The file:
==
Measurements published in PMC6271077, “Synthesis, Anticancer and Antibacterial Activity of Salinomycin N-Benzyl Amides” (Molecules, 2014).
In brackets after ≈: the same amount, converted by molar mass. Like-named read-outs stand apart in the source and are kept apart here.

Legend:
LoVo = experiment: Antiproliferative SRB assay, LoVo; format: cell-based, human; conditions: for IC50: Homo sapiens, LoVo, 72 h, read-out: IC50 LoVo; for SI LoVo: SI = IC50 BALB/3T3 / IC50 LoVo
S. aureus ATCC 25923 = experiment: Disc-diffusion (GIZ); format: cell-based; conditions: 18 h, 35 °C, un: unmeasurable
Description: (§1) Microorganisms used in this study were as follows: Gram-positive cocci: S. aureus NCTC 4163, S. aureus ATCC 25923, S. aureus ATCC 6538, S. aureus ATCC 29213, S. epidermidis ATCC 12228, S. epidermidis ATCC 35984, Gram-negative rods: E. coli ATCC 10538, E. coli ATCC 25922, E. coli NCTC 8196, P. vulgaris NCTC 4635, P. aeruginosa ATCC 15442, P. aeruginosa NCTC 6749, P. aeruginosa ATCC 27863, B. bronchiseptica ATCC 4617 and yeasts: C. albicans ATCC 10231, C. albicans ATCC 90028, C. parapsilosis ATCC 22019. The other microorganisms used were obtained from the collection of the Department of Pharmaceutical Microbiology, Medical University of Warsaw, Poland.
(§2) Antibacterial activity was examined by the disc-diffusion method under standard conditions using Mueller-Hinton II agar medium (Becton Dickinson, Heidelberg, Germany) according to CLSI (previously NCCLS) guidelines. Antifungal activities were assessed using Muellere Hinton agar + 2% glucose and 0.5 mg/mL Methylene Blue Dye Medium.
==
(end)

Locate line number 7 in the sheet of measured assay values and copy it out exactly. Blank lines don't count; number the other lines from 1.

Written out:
(§2) Antibacterial activity was examined by the disc-diffusion method under standard conditions using Mueller-Hinton II agar medium (Becton Dickinson, Heidelberg, Germany) according to CLSI (previously NCCLS) guidelines. Antifungal activities were assessed using Muellere Hinton agar + 2% glucose and 0.5 mg/mL Methylene Blue Dye Medium.